etc). It probably makes sense that these are cached. ES caches various
filters by default, which improves performance.

I would not change this. We do a lot of faceting and filtering, so I would
still put aside memory for the cache.

There is no doubt that having your data in memory makes things faster.
The beauty of ElasticSearch is the built in clustering, so that you're
not limited by the memory available on a single node. You can spread
out your docs over many nodes.

Even though this is true, I do not have the cache to order 10-13TB of
memory
to fit the indexes into memory. Also cache warming comes into play as I
would have to read the data from disk to even put it into memory. There's
the rub. We would also leave memory for the OS page cache, but it's still a
lot of disk access.

You really don't need to share your disks between ES nodes. By default,
ES uses the 'local' gateway as a permanent data store, which is not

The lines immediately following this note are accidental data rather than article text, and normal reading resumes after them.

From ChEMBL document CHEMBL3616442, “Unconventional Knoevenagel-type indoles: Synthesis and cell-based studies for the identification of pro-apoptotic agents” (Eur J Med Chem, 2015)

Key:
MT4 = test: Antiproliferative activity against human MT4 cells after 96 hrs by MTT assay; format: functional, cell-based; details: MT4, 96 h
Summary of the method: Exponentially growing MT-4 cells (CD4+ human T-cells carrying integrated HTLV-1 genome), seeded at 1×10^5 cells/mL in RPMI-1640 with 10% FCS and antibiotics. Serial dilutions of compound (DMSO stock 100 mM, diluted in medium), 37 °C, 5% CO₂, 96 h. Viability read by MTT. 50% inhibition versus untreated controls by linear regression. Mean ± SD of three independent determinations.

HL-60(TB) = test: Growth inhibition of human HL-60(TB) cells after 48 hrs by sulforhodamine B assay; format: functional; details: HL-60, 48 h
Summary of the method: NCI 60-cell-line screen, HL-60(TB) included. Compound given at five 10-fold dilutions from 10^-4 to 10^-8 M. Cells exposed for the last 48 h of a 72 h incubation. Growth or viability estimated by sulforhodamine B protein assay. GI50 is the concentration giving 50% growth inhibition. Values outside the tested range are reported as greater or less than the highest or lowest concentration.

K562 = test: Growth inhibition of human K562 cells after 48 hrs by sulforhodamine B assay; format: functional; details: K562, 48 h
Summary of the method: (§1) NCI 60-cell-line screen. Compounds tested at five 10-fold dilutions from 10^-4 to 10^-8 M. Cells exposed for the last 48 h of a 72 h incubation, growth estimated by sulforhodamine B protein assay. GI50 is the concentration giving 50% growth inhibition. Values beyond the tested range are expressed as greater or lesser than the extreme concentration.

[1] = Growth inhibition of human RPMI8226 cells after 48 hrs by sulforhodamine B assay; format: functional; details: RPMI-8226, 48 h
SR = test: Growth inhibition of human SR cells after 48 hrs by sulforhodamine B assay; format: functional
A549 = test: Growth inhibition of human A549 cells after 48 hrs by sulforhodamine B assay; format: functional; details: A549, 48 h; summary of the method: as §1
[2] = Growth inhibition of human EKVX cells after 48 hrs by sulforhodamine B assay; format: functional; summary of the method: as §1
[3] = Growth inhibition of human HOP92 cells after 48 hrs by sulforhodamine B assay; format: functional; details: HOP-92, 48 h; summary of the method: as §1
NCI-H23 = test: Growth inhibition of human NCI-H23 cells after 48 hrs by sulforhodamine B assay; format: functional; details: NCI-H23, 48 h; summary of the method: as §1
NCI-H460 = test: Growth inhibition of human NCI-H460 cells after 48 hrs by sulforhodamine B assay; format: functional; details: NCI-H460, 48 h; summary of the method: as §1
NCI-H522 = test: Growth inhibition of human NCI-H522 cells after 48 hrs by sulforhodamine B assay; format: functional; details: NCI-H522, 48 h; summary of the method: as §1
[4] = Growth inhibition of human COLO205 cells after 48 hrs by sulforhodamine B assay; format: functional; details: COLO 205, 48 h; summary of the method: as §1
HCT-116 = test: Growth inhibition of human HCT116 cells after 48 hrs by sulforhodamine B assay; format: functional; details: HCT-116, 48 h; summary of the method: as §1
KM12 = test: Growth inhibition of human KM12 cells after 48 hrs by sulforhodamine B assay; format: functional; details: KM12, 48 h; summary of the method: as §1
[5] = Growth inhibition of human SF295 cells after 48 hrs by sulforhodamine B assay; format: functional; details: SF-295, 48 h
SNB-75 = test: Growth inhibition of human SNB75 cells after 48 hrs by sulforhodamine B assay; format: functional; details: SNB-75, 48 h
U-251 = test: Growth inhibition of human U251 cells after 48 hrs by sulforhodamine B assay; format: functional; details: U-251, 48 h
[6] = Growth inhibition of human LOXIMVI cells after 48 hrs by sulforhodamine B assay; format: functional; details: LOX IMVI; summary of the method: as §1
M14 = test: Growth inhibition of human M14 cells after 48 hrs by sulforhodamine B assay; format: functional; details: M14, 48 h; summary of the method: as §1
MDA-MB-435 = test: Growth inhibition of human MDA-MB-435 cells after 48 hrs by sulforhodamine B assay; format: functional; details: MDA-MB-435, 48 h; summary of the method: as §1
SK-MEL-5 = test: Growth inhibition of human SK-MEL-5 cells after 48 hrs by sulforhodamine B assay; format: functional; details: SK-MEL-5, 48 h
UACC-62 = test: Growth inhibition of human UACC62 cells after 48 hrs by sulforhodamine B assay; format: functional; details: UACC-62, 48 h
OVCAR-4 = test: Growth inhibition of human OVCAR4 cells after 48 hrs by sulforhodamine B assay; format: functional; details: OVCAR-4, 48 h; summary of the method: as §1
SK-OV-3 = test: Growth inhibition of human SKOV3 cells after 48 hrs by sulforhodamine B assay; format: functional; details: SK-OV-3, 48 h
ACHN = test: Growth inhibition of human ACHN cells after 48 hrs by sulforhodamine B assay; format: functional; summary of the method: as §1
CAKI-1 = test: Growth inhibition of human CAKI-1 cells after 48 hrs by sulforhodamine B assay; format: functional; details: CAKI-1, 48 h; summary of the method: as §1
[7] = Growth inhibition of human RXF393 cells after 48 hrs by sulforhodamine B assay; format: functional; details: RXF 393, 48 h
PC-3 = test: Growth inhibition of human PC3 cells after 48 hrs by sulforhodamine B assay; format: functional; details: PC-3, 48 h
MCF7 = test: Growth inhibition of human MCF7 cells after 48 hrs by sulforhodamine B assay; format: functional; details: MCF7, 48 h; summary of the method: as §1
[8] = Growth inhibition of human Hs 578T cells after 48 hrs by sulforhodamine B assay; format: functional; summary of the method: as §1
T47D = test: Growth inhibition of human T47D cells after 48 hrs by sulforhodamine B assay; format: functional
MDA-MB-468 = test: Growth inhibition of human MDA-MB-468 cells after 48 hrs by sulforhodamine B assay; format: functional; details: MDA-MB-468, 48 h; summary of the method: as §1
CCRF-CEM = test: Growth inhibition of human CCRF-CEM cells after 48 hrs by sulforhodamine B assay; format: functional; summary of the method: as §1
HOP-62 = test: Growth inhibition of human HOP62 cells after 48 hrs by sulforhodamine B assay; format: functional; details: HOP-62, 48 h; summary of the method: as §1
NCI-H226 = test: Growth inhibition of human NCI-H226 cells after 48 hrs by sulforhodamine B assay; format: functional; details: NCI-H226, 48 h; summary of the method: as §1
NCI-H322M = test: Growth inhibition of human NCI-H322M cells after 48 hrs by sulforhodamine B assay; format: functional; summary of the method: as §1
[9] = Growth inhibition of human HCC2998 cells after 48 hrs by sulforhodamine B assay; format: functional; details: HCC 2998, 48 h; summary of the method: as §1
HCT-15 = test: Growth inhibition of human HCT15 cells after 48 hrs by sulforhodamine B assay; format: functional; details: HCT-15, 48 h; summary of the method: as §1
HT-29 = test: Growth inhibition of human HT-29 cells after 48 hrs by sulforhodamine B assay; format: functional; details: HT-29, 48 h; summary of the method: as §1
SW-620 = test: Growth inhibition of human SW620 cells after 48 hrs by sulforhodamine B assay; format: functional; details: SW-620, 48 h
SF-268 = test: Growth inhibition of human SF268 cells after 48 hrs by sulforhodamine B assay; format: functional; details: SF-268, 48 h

shared between nodes. You could configure it to use a shared gateway,
but generally there is no need for this - local gateway performs better.

We would not be using any shared system. Shared nothing is what we would
do.
I would have each index have a replication factor, and then have each local
node run a RAID-0 array for SSD.

Another tip: when you are configuring your mapping, don't set each field
to be stored. By default, ES stores your whole doc under the _source
field, which means that it can return the whole doc to you in one go, as
opposed to doing a disk seek for every field.

Not every field would be indexed. We would be relying on the _source field
for a lot of this. But it still does not solve the problem of fast access
for retrieving the results. If somebody wants the top 50,000 documents for
a
search they still have to do a "scroll" search for them. But it still hits
the disk on each node, and can be very slow due to the random iops, as well
as multiple shards queried.

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(phobos182) #5